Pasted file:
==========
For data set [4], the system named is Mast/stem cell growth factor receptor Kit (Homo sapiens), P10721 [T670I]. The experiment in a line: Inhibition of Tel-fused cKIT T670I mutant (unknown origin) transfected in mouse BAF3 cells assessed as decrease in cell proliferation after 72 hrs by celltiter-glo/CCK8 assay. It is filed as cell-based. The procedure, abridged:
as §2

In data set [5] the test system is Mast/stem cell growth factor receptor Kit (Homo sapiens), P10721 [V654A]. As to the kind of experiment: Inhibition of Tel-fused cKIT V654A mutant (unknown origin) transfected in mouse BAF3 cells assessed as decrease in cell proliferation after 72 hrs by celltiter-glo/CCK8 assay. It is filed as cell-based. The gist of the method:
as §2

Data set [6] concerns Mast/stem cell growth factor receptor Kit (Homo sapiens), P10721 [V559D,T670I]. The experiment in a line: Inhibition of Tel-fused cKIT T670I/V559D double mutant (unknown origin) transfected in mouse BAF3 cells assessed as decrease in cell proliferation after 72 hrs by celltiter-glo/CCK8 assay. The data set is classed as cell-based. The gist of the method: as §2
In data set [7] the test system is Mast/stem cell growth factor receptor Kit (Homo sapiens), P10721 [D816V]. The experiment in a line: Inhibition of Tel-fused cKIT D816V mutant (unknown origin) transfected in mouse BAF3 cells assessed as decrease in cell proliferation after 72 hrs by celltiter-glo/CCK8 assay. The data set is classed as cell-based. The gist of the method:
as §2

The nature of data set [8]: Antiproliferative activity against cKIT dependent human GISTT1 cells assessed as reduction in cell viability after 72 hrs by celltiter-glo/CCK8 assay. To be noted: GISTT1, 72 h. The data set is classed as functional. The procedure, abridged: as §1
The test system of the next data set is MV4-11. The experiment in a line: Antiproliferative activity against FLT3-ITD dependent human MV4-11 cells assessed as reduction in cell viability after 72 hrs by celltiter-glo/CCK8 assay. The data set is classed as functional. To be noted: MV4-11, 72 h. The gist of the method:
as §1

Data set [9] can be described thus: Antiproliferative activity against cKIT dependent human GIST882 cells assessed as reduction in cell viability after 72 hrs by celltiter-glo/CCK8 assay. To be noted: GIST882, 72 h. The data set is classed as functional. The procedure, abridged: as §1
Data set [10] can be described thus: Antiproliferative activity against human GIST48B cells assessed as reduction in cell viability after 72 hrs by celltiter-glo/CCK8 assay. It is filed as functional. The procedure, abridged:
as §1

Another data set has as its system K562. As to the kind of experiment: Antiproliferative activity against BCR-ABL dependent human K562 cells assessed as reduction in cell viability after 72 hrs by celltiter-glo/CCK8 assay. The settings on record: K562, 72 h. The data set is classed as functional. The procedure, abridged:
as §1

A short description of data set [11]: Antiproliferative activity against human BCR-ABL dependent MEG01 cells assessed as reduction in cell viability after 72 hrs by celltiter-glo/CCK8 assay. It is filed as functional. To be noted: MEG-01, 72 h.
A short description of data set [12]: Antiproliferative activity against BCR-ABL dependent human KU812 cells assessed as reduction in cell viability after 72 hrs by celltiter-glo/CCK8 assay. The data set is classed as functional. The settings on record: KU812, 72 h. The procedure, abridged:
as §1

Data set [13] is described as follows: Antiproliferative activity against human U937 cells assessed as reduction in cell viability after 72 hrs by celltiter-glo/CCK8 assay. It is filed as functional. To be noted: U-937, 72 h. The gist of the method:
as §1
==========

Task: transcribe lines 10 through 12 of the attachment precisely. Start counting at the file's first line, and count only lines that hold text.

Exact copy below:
as §1

Data set [9] can be described thus: Antiproliferative activity against cKIT dependent human GIST882 cells assessed as reduction in cell viability after 72 hrs by celltiter-glo/CCK8 assay. To be noted: GIST882, 72 h. The data set is classed as functional. The procedure, abridged: as §1
Data set [10] can be described thus: Antiproliferative activity against human GIST48B cells assessed as reduction in cell viability after 72 hrs by celltiter-glo/CCK8 assay. It is filed as functional. The procedure, abridged: